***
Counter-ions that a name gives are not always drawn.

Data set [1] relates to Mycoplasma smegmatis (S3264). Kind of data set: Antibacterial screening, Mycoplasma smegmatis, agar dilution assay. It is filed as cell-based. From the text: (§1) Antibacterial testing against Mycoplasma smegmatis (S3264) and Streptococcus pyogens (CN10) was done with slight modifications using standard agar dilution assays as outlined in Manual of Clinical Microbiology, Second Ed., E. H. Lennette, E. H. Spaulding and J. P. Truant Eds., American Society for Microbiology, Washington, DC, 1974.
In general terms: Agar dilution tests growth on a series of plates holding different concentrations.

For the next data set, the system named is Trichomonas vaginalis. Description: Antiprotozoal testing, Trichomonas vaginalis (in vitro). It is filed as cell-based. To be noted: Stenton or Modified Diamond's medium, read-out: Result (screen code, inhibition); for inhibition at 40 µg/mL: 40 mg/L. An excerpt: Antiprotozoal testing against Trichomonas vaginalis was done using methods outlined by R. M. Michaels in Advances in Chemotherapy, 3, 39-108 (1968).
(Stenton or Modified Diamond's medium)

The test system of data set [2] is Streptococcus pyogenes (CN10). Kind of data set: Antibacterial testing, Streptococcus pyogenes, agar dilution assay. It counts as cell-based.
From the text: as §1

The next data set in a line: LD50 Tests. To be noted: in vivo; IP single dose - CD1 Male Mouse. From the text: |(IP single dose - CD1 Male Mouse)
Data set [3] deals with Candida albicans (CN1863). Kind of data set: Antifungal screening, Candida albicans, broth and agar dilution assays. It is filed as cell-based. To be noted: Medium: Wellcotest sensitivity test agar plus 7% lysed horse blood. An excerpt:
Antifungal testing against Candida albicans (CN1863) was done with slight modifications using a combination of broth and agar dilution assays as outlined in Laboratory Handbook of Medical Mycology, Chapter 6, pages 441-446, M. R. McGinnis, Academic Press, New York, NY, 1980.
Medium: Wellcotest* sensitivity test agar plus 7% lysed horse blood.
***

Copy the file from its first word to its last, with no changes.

Counter-ions that a name gives are not always drawn.

Data set [1] relates to Mycoplasma smegmatis (S3264). Kind of data set: Antibacterial screening, Mycoplasma smegmatis, agar dilution assay. It is filed as cell-based. From the text: (§1) Antibacterial testing against Mycoplasma smegmatis (S3264) and Streptococcus pyogens (CN10) was done with slight modifications using standard agar dilution assays as outlined in Manual of Clinical Microbiology, Second Ed., E. H. Lennette, E. H. Spaulding and J. P. Truant Eds., American Society for Microbiology, Washington, DC, 1974.
In general terms: Agar dilution tests growth on a series of plates holding different concentrations.

For the next data set, the system named is Trichomonas vaginalis. Description: Antiprotozoal testing, Trichomonas vaginalis (in vitro). It is filed as cell-based. To be noted: Stenton or Modified Diamond's medium, read-out: Result (screen code, inhibition); for inhibition at 40 µg/mL: 40 mg/L. An excerpt: Antiprotozoal testing against Trichomonas vaginalis was done using methods outlined by R. M. Michaels in Advances in Chemotherapy, 3, 39-108 (1968).
(Stenton or Modified Diamond's medium)

The test system of data set [2] is Streptococcus pyogenes (CN10). Kind of data set: Antibacterial testing, Streptococcus pyogenes, agar dilution assay. It counts as cell-based.
From the text: as §1

The next data set in a line: LD50 Tests. To be noted: in vivo; IP single dose - CD1 Male Mouse. From the text: |(IP single dose - CD1 Male Mouse)
Data set [3] deals with Candida albicans (CN1863). Kind of data set: Antifungal screening, Candida albicans, broth and agar dilution assays. It is filed as cell-based. To be noted: Medium: Wellcotest sensitivity test agar plus 7% lysed horse blood. An excerpt:
Antifungal testing against Candida albicans (CN1863) was done with slight modifications using a combination of broth and agar dilution assays as outlined in Laboratory Handbook of Medical Mycology, Chapter 6, pages 441-446, M. R. McGinnis, Academic Press, New York, NY, 1980.
Medium: Wellcotest* sensitivity test agar plus 7% lysed horse blood.